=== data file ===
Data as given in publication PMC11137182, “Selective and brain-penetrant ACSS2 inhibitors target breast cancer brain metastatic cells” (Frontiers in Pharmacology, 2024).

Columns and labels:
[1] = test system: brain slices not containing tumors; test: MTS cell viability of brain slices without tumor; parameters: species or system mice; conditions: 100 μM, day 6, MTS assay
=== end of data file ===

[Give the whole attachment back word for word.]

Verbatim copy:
Data as given in publication PMC11137182, “Selective and brain-penetrant ACSS2 inhibitors target breast cancer brain metastatic cells” (Frontiers in Pharmacology, 2024).

Columns and labels:
[1] = test system: brain slices not containing tumors; test: MTS cell viability of brain slices without tumor; parameters: species or system mice; conditions: 100 μM, day 6, MTS assay